Chronologically assigned numbers are not – by their nature – particularly sexy. While the 718 designation may be iconic today, it started life as little more than three digits scrawled on a workshop filing system somewhere in Stuttgart.
Each fresh design generated by Dr. Ing. h.c. F. Porsche GmbH received a code; in 1948, number 356 was the first automobile made under the official brand name of Porsche. Number 550 – that legendary Spyder – was presented in 1953. And then four years later came the 718: named not by a marketing genius or focus group, but by simple consecutive designation. From, perhaps, an unromantic beginning, this little car’s name would soon be written large on the race track and, eventually, on the streets.
Work began on the 718 RSK in the winter of 1956 to ready it for the 1957 racing season. It was a development on the 550A Spyder, featuring a lightweight tubular space frame construction, stronger brakes and a revised front suspension.
However, the first public début of the 718 at the 1957 24h of Le Mans was less than auspicious, crashing out of the race on lap 129. After further development, 1958 proved to be the start of the stint of race track dominance for the iconic 718. The first big victory came in March 1958 at the 12h of Sebring, when a third-place podium finish gave Porsche a comfortable win in the 2.0-litre class. Then came 1959’s overall victory at Targa Florio, with a 718 RSK heading up a quadruple win for Porsche.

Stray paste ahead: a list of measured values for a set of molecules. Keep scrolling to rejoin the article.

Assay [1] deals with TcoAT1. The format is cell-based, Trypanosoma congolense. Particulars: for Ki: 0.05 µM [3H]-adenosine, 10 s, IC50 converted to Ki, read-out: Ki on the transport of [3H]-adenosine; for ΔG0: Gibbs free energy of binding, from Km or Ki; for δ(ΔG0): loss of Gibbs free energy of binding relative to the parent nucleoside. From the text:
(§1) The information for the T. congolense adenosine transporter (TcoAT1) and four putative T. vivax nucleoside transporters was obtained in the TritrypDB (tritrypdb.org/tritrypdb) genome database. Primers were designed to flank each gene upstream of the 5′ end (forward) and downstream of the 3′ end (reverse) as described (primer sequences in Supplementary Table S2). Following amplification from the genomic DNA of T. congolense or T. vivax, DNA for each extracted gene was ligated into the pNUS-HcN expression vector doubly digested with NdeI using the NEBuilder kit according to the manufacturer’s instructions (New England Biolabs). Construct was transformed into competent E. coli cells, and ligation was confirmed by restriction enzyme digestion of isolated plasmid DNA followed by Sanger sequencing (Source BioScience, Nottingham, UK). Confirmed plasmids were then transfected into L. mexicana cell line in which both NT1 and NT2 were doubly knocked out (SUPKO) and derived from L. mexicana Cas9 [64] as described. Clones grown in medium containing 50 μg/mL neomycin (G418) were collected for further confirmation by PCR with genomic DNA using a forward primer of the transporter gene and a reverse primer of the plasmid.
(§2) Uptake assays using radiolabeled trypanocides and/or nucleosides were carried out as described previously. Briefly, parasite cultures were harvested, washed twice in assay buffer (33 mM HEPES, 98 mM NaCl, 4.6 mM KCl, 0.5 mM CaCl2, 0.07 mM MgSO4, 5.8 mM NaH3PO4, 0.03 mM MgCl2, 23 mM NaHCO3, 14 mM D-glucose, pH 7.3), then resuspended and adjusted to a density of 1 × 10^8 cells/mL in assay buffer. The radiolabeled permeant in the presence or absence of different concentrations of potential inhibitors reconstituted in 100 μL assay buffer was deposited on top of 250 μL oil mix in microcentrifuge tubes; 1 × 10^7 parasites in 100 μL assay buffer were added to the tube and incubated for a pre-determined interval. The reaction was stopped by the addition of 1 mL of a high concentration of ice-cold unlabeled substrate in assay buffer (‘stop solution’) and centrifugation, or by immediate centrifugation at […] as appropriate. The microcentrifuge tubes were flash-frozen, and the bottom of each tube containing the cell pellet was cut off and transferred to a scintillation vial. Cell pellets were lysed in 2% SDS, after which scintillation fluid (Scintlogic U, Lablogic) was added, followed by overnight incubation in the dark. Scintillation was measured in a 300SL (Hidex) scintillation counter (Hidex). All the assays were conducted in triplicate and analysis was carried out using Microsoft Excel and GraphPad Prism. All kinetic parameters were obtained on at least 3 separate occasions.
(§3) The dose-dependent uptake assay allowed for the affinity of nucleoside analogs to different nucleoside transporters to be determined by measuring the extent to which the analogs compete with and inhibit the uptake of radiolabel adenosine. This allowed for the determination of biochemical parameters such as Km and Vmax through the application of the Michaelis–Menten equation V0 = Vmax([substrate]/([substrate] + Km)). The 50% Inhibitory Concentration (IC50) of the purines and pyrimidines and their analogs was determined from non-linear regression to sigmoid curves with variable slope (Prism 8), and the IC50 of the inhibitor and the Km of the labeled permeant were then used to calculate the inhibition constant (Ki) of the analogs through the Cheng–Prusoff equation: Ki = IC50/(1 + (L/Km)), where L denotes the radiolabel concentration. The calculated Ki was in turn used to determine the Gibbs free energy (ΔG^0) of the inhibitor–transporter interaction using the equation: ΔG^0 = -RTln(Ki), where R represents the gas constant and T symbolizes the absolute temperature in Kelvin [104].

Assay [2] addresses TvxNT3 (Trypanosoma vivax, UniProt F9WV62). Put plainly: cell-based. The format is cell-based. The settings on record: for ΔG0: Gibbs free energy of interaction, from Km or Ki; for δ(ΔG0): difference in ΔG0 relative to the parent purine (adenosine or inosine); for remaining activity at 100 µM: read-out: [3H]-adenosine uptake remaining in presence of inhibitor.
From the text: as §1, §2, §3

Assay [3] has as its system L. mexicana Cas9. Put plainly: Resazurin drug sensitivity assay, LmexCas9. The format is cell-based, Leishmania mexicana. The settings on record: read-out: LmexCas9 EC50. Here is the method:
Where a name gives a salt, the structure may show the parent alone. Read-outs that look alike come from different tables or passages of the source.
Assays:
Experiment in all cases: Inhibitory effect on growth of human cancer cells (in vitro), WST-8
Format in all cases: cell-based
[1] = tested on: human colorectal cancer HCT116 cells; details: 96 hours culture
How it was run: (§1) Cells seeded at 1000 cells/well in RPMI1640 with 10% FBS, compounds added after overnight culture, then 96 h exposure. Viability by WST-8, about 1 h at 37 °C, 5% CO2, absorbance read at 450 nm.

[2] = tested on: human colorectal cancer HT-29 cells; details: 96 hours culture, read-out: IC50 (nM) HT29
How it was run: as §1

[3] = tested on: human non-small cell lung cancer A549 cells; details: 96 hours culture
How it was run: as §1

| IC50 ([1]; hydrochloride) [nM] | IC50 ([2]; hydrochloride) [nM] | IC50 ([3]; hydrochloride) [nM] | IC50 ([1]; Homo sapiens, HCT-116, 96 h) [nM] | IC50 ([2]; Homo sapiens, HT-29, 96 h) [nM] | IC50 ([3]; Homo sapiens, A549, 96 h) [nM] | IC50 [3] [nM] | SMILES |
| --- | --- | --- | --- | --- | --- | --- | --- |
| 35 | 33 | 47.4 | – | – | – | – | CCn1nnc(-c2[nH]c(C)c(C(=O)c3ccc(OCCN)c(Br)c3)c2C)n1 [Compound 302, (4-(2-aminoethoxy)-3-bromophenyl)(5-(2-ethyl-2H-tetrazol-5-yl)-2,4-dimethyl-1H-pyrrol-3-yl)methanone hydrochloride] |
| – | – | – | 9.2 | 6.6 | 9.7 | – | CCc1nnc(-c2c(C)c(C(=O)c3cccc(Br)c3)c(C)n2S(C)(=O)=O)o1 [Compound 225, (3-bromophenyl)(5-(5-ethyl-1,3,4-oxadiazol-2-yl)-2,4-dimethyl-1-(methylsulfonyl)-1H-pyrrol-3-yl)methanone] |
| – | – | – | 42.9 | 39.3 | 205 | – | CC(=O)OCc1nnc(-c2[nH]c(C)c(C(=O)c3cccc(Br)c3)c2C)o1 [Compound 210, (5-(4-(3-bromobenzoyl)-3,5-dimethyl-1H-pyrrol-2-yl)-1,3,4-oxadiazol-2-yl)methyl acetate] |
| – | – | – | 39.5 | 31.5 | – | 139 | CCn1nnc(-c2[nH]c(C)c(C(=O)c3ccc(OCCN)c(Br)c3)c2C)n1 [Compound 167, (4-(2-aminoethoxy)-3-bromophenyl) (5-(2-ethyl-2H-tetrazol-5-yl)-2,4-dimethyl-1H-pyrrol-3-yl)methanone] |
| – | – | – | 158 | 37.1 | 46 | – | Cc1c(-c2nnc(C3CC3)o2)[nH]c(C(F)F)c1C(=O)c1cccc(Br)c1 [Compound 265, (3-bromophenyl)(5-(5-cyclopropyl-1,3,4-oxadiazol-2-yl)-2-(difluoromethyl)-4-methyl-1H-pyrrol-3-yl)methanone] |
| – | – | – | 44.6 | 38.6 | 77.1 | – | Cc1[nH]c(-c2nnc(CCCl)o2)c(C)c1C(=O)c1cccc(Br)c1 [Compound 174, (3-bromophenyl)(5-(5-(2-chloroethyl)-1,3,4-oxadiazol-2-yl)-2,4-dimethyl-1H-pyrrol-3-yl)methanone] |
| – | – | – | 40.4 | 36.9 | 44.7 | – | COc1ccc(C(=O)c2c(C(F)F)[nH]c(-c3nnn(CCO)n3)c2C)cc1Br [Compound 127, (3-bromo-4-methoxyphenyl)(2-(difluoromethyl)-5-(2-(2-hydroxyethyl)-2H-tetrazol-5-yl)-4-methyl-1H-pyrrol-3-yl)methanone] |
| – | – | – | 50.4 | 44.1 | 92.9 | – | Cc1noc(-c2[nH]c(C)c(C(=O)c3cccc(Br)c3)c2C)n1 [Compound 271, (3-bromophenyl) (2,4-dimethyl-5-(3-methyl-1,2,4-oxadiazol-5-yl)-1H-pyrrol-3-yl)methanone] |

In 1960, a new 718 – dubbed the RS 60 – came on the scene, with reshaped bodywork and engines that made the most of a stronger crankshaft. This reworked version also claimed victories at the 12h of Sebring, the Targa Florio and many more besides. Together, the 718 RSK and RS 60 won more than 1000 races, notching up victories in the smaller displacement classes as well as overall wins.
Dominating motorsport in the late 50s and early 60s, the 718 proved a seminal vehicle for Porsche. It highlighted the power of efficiency and precision, demonstrating how the company’s flat-four race cars could keep up with much More powerful machinery fielded by competitors.
Known as a bit of a giant killer on the track, the 718 was perhaps overlooked once its heyday was done. Sandwiched between the legendary 550 and 911, the legacy of the 718 was consigned – for a time – to Porsche geek circles and vintage motorsport devotees. But you can’t keep a champ down for long, and so in 2016 Porsche revived the historic 718 moniker for a new generation of passionate drivers.
The 718 Boxster GTS 4.0 and the 718 Cayman GTS 4.0 take cues from their mid-century predecessor as a highly efficient two-door sports car. They’re compact and agile, with go-faster curves on the model line more than 60 years in the making.
If the 718 started life in a more humble fashion, it’s certainly made up for it by now. The car’s sense of efficiency, compactness, performance and practicality rings true in a 21st-century context – just as it did in the 1950s and 1960s. Channelling the spirit of mid-century motorsport with even more grace and power, the new 718 Boxster GTS 4.0 and 718 Cayman GTS 4.0 are already effortlessly iconic.